Richard Ellis married Christine DuBoulay in 1957 while they were both members of the Sadler's Wells Ballet dance company. At the time, Ellis was a principle, and DuBoulay was a soloist with the newly named company. DuBoulay attended dance classes though her private school in London. With her mother an avid ballet fan and her dance teacher mentioning that DuBoulay should "go to town" at least once a week for a proper ballet class, there was no hesitation in her ability to become a ballerina. The couple never met until just after the war at the Royal Opera House. Unknowing to both of them in 1947, the "dream boy" that Du Boulay saw coming back from war would be her husband just 10 years later. The two lived in Chicago, where they retired from the now Royal Ballet, but they were not done continuing their shared passion for ballet where they opened the Ellis-DuBoulay School of Ballet.

The couple was also widely renowned for their lavish New Years' Eve parties filled with gin and "genuine love." Even though the couple never had children, Ashley Wheater, Joffrey's Mary B Galvin Artistic Director, explained that "every student they ever taught was a child of theirs." [1]In January 2006, Christine Du Boulay wrote a 160-page memoir covering their life journeys from 1918 to 1996. It included how the two met, the tours with Sadler's Wells Ballet, their training, youth, and experiences of teaching and directing their own ballet company, including their television appearances in 1996.

Ellis- DuBoulay School of Ballet and Illinois Ballet

The DuBoulay-Ellis' loved their life in Chicago, especially when they opened their own studio in 1952. The studio survived on a syllabus including Vagonava, Royal Academy of Dancing, and Cecchetti styles. For over 40 years, the two and their staff taught thousands of students who went on to sign with 31 different companies after graduation. Notable companies include American Ballet Theater, New York City Ballet, Stuttgart Ballet, and others. Notable alumni include Audrey Hepburn, Barbra Streisand, Heidi Ellison, and others. As the company grew, the pair helped establish the Illinois Ballet in 1959, which toured 8 states with a classical ballet repertoire, appeared 21 times on the WTTW-channel with 11 broadcasts, and won 3 Emmys. In total, The Illinois ballet repertoire contained over 300 costumes and 20 original choreographic works.[5][6]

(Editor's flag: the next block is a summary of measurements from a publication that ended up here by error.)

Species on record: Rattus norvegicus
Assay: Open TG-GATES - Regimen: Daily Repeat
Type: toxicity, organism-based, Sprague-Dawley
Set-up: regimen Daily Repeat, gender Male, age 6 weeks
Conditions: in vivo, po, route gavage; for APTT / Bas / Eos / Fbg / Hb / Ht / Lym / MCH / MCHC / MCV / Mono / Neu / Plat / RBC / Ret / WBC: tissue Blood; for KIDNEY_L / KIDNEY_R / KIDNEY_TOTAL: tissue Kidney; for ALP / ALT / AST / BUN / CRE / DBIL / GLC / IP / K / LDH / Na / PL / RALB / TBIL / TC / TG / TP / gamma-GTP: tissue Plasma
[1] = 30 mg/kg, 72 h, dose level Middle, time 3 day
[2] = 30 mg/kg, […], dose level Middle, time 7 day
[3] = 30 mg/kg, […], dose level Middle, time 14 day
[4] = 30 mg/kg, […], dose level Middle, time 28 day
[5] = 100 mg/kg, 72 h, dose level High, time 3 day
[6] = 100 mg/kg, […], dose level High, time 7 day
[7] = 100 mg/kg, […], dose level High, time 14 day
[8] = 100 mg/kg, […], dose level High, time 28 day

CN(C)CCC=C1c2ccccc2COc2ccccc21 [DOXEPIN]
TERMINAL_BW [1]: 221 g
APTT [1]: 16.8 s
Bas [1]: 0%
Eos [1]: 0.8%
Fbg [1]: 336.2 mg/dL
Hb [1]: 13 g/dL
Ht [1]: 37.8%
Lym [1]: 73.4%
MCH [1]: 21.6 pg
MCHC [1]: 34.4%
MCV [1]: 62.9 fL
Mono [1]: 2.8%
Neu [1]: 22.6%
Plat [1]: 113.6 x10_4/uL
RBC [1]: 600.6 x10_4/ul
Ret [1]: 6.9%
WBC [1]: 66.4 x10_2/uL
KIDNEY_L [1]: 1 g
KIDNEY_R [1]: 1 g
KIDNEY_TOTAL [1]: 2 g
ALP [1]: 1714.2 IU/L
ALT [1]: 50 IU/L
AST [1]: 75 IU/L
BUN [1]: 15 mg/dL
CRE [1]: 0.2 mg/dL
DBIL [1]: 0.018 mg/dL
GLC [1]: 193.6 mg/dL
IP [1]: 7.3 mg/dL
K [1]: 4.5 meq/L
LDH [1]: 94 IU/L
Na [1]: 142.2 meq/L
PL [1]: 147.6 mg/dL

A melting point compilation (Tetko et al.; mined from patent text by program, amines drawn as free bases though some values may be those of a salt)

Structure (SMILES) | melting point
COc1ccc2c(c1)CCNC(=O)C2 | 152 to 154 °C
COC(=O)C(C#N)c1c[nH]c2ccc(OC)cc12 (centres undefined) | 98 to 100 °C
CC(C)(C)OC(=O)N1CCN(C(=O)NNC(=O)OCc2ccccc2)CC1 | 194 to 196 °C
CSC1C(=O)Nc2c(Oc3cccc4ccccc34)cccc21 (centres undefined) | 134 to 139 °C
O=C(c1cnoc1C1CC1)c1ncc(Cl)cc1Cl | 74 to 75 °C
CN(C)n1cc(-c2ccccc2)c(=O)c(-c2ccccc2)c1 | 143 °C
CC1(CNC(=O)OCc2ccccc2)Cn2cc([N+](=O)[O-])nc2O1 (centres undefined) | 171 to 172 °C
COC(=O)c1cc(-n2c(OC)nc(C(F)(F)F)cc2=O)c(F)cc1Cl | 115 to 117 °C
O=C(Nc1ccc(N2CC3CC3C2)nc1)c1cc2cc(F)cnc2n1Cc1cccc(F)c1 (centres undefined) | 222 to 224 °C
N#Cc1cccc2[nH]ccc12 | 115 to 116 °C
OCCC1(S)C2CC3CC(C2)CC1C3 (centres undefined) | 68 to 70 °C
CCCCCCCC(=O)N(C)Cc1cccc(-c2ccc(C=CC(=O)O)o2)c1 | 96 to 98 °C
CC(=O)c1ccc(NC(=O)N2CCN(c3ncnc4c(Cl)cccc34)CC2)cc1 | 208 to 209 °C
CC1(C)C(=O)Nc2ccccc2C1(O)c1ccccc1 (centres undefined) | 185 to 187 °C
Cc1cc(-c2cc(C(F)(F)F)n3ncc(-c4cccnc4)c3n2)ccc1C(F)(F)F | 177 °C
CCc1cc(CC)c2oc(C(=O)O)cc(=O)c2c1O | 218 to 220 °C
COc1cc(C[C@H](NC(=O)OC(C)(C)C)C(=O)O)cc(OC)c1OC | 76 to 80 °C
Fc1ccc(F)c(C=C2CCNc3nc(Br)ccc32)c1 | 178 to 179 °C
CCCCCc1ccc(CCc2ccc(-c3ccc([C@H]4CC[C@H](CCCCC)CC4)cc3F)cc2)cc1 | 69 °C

Sample List of Performances[7]

Below is a list of performances and years if applicable

Abbreviated List of Richard Ellis Performances In Early Career
Name Debut Theater Comments/Notes
Job 1936
Le Lac De Cygnets 1937
The Selfish Giant 1939
A Kiss of Springtime Inspired Ellis to join the navy
Façade May 1940 Tour with Holland
Giselle 1932 Savoy Theater Part of 4 week run that put society into debt
Swan Lake 1932 Savoy Theater
Job 1932 Savoy Theater
Mars and Venus 1932 Savoy Theater
Coppélia June 1933 Royal Opera House Helped clear debt with 2 gala performances
Donte Sonota 1940 Frederick Ashton
Horoscope 1938 Frederick Ashton
Symphonic Varriations 1946 Covenant Garden First new ballet for Sadler's Wells Ashton
Scènes de ballet 1947 Repertoire piece Choreographed by Ashton
Cinderella 1948 and 2003 Royal Opera House Ashtons first 3 part ballet
A wedding Bouquet 1937 Frederick Ashton
Daphnis and Chloe 1951 Frederick Ashton
Enigma Varriations 1968 Frederick Ashton
The Prospect Before Us 4 July 1940 Worlds Theater Vic-Wells Ballet by Ninette de Valois and Frederic Ashton
Sleeping Beauty 20 February 1946 Royal Opera House Ashton, Ellis played Her Cavalier
Donnerstag aus Licht 1985
Die Walküre 2005
Il Barbiere di Sivigla 2005
Tristian und Isolde 2009
Les Patinerurs 12 June 1946
The Rakes Progress 30 October 1946
Les Sirènes 12 November 1946
Miracle in the Gorbals 16 Novemebr 1946
Carnival 18 Novemebr 1946
Nocturne 19 Novemebr 1946
THe Fairy Queen 12 December 1946
Camen 14 January 1947
The Three Cornered Hat 6 February 1947

For Complete list visit[8]


  1. 1.0 1.1 Shapiro, Lynn. "feb11dancemagazine-richardellisobit" (PDF). Retrieved 29 September 2020.{{cite web}}: CS1 maint: url-status (link)
  2. IMDB (29 September 2020). "Richard Ellis".{{cite web}}: CS1 maint: url-status (link)
  3. 3.0 3.1 3.2 3.3 Digital Collections, The New York Public Library. "(sound recording) Interview with Richard Ellis and Christine Du Boulay , 1976, (1976 - 1976)". The New York Public Library, Astor, Lenox, and Tilden Foundations. Retrieved September 28, 2020.
  4. 4.0 4.1 O'Donnell, Maureen (2019-11-19). "Famed ballet teacher Christine Du Boulay Ellis, a link to dance history, stars, dead at 96". Chicago Sun-Times. Retrieved 2020-09-29.
  5. "Legendary British Ballet Dancer Christine DuBoulay Ellis Passed Away". Dance Magazine. 2019-11-19. Retrieved 2020-09-29.
  6. "Illinois Ballet Records, 1959-1972". Explore Chicago Collections. Retrieved 2020-09-29.
  7. "Search Results". Retrieved 2020-09-29.
  8. "Royal Opera House Collections Online".{{cite web}}: CS1 maint: url-status (link)